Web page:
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5 Things To Do With Mail Credit Card Offers

Credit Card Basics, Credit Cards
With so many websites offering free financial tools, it can be hard to know whom to trust. At NerdWallet, we spend literally 1,000s of hours researching partner offers and following strict editorial integrity to match you with the perfect choice. We even share how we make money so you can enjoy our expert advice and researched recommendations with total clarity and confidence.
Things to Do with Mail Credit Card Offers

You may have noticed an uptick in the number of credit card offers you’ve received in your mailbox this year. Direct-mail marketing for cards was expected to increase in 2014 as recession recovery continues.

But before you go hog wild and sign up for all the credit cards you get offers for, examine the offer to see if its claims hold up.

1. Read the fine print.

Mail credit card offers are essentially advertisements, so read them carefully. Here are some things to look for:

  • Annual Percentage Rate (APR): The yearly interest rate you will pay on your credit card balance. Generally, the better your credit is, the lower your APR will be. Look for offers that give you the lowest APR Avoid paying interest at all by paying off your balance completely each month.
  • Annual fees: Some cards charge yearly amounts simply for having them. Look for cards with low or no annual fees.
  • Credit limit: The maximum amount of money you can charge to a credit card. It’s normally determined after you apply, but some mail offers list minimum credit limits in the ad.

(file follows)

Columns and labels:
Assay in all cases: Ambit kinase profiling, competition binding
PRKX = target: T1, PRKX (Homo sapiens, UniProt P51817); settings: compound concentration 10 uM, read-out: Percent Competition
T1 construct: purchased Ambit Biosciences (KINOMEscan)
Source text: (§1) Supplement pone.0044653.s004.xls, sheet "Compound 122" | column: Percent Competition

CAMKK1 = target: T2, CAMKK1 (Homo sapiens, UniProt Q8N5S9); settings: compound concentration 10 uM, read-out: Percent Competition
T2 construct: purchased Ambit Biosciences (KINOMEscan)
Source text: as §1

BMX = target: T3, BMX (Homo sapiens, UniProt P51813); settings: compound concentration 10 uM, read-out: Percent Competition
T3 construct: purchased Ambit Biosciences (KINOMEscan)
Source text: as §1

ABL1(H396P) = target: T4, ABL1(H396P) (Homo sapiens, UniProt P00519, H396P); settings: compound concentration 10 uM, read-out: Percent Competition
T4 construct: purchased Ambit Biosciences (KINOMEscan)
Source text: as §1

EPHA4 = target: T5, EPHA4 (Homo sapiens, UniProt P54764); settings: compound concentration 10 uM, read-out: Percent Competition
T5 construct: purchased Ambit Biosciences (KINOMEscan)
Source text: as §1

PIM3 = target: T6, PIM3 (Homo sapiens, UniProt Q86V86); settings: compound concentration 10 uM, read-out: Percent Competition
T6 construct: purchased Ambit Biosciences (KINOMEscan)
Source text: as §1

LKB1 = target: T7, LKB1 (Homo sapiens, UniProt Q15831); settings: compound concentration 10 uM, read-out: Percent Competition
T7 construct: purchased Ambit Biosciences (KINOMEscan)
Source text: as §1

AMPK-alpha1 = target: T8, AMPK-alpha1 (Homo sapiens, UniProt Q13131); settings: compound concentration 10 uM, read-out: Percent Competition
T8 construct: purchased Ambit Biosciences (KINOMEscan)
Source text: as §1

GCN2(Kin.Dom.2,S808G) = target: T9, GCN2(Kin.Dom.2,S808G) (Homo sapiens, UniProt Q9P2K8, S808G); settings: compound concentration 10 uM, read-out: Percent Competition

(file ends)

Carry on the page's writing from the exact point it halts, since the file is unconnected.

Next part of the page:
• Penalty fees: These include late fees, over-the-credit-limit fees and more. As with all fines, you want to avoid high ones.

2. Is it a pre-screened offer?

Many mail credit card offers advertise that they’re “pre-screened” or “pre-approved.” This means the issuer bought your credit information from one of the three main credit bureaus – Equifax, Experian or TransUnion – and determined that you fit the minimum requirements for the card. Being pre-approved doesn’t affect your credit score until you apply for the card and doesn’t guarantee that you will be approved.

3. Apply if you’re interested.

If the card seems like a good fit for you, apply for it. The issuer will check your credit report and decide whether to approve you. A word of caution: Don’t apply for every card offer you receive. Applying for multiple cards in a short time frame can hurt your credit score.

» MORE: How to apply for a credit card so you’ll get approved

4. Shred the mail offer.

Whether you decide apply for the card, shred the physical mail offer. It may contain personal information that identity thieves can swipe from your recycling bin and use against you.

5. Opt out.

If you’re tired of seeing credit card offers in your mailbox, call 1-888-5-OPTOUT or visit www.optoutprescreen.com to remove your name from mailing lists permanently or just for five years.

The Takeaway: Direct mail offers can be a good way to learn about a particular credit card, but you should always do extra research to understand exactly what the offer entails before you apply.